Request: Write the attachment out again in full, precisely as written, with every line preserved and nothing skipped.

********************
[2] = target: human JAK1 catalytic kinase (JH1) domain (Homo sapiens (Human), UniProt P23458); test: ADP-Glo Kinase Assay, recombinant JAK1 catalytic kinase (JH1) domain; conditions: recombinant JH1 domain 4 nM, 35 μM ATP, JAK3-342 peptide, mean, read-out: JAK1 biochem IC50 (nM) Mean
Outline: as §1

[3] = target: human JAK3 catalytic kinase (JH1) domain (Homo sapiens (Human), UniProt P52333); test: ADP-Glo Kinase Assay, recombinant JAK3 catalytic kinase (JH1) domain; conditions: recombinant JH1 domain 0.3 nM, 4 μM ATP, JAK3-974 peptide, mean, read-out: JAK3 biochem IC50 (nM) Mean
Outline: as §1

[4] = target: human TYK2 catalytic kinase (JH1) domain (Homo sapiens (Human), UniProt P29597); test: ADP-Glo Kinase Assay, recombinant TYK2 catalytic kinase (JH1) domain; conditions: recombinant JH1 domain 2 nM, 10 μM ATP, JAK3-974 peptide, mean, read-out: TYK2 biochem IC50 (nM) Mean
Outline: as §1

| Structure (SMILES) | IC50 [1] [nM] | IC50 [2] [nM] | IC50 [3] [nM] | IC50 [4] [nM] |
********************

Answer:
[2] = target: human JAK1 catalytic kinase (JH1) domain (Homo sapiens (Human), UniProt P23458); test: ADP-Glo Kinase Assay, recombinant JAK1 catalytic kinase (JH1) domain; conditions: recombinant JH1 domain 4 nM, 35 μM ATP, JAK3-342 peptide, mean, read-out: JAK1 biochem IC50 (nM) Mean
Outline: as §1

[3] = target: human JAK3 catalytic kinase (JH1) domain (Homo sapiens (Human), UniProt P52333); test: ADP-Glo Kinase Assay, recombinant JAK3 catalytic kinase (JH1) domain; conditions: recombinant JH1 domain 0.3 nM, 4 μM ATP, JAK3-974 peptide, mean, read-out: JAK3 biochem IC50 (nM) Mean
Outline: as §1

[4] = target: human TYK2 catalytic kinase (JH1) domain (Homo sapiens (Human), UniProt P29597); test: ADP-Glo Kinase Assay, recombinant TYK2 catalytic kinase (JH1) domain; conditions: recombinant JH1 domain 2 nM, 10 μM ATP, JAK3-974 peptide, mean, read-out: TYK2 biochem IC50 (nM) Mean
Outline: as §1

| Structure (SMILES) | IC50 [1] [nM] | IC50 [2] [nM] | IC50 [3] [nM] | IC50 [4] [nM] |